More important, Bronstein failed to plead particularized facts showing that the breaches he alleged caused any injury to Abbott. See In re Caremark, 698 A.2d at 971 (listing proximate causation of losses as an element of a failure to oversee claim). Instead, Bronstein's Complaint is wholly speculative. For example, the March 13 Letter does not make a final determination that Abbott failed to bring the facility into compliance nor does it impose regulatory action against it. Instead, it acknowledged Abbott's commitment to improve product quality and compliance through a comprehensive corrective action plan and provided for further follow-up inspections to assure compliance. In fact, Bronstein does not allege that the March 13 Letter caused the GE Deal to collapse, but rather, Bronstein alleges that Defendants' repeated failure to act reasonably to address the deficiencies recited by the FDA in its Form 483 and Warning Letter, put "at serious risk" Abbott's sale of it core diagnostic business to GE. Compl. ¶ 26. Instead, Bronstein cites the opinions of analysts speculating on the cause of the breakup of the deal. Indeed, Bronstein's allegations speculate that Abbott "will not be able to close on the sale of its core diagnostic business to GE." Compl. ¶ 31. Such conclusory allegations and predictions fall short of pleading causation with particularity.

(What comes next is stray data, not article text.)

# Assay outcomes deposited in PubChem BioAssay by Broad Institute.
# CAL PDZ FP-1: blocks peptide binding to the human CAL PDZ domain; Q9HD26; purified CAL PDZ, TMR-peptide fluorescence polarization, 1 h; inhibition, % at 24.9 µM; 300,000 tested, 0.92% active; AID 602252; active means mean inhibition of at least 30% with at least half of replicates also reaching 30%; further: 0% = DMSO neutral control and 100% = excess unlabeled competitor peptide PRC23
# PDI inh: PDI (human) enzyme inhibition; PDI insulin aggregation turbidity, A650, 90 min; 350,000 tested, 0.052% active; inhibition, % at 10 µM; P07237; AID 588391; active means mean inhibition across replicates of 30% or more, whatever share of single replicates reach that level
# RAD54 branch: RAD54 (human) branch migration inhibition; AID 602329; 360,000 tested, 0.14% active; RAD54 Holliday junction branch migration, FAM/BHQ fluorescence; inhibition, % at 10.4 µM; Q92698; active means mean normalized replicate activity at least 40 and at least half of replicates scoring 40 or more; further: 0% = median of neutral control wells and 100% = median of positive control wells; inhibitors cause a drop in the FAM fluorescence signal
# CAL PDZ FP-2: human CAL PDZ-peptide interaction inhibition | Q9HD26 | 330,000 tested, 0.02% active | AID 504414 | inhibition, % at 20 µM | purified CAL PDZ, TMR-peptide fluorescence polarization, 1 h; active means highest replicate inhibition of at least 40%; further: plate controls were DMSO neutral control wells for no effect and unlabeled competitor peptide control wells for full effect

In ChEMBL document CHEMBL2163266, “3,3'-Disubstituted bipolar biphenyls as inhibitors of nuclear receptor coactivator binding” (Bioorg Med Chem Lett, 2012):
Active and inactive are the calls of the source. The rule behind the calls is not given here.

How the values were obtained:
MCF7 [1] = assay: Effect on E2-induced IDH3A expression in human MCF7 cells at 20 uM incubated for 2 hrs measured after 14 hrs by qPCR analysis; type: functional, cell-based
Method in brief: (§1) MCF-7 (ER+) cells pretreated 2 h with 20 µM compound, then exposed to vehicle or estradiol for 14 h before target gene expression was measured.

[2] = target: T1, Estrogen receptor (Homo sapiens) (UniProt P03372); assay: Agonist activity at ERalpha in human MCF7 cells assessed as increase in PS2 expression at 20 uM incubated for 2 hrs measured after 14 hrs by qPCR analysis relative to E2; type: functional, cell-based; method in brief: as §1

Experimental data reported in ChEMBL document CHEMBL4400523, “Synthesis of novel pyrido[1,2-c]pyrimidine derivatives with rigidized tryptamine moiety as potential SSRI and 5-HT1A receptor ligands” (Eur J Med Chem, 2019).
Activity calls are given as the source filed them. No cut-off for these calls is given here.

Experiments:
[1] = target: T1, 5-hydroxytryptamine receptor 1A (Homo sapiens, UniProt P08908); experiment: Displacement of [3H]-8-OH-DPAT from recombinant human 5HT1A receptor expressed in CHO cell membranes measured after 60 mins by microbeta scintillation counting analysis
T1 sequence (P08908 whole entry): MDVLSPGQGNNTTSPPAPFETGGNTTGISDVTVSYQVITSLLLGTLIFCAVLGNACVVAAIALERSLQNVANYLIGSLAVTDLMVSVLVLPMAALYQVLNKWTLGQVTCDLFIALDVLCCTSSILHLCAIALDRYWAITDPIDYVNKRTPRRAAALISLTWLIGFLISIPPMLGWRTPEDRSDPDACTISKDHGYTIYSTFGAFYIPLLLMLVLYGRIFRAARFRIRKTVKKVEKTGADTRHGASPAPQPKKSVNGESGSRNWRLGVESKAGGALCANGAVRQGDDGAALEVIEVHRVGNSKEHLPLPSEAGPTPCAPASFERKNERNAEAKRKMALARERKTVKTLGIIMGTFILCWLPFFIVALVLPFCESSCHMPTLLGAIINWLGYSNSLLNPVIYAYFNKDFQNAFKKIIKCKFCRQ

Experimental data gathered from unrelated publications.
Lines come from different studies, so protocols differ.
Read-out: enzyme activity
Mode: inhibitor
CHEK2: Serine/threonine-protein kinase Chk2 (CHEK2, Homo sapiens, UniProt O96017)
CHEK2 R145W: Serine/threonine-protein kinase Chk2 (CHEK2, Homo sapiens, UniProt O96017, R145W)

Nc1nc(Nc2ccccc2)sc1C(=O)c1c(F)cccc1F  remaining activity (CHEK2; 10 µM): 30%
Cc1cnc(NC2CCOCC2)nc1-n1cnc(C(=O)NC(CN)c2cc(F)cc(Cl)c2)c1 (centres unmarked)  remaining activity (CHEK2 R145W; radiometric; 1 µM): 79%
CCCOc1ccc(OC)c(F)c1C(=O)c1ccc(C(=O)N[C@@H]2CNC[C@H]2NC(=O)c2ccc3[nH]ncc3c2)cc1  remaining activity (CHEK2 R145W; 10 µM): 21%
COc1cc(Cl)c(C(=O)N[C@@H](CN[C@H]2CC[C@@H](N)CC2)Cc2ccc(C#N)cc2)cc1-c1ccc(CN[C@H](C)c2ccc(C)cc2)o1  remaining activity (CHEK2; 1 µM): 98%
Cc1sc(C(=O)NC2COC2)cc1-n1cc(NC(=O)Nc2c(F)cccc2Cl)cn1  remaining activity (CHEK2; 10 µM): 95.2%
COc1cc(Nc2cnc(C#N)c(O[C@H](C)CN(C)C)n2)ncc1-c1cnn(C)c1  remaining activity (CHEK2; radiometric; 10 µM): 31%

Accordingly, Bronstein's Complaint, as pleaded, does not fit within any theory of liability under demand futility, is devoid of particularized facts, and is speculative with regard to causation.


For the reasons set forth above, the Complaint cannot survive a Motion to Dismiss for failure to adequately plead demand futility.Since this is Bronstein's first attempt to meet the heightened demands of pleading demand futility, the Court will allow Bronstein leave to amend his Complaint to determine whether the facts allow for a claim against the Board directly and whether, in light of the March 13 Warning Letter, any theory of causation is viable under the circumstances. Wherefore, Defendants' Motion to Dismiss is granted and Bronstein's Complaint is dismissed without prejudice.

So ordered.

Virginia M. Kendall, United States District Judge Northern District of Illinois

Buy This Entire Record For $7.95

Official citation and/or docket number and footnotes (if any) for this case available with purchase.

Learn more about what you receive with purchase of this case.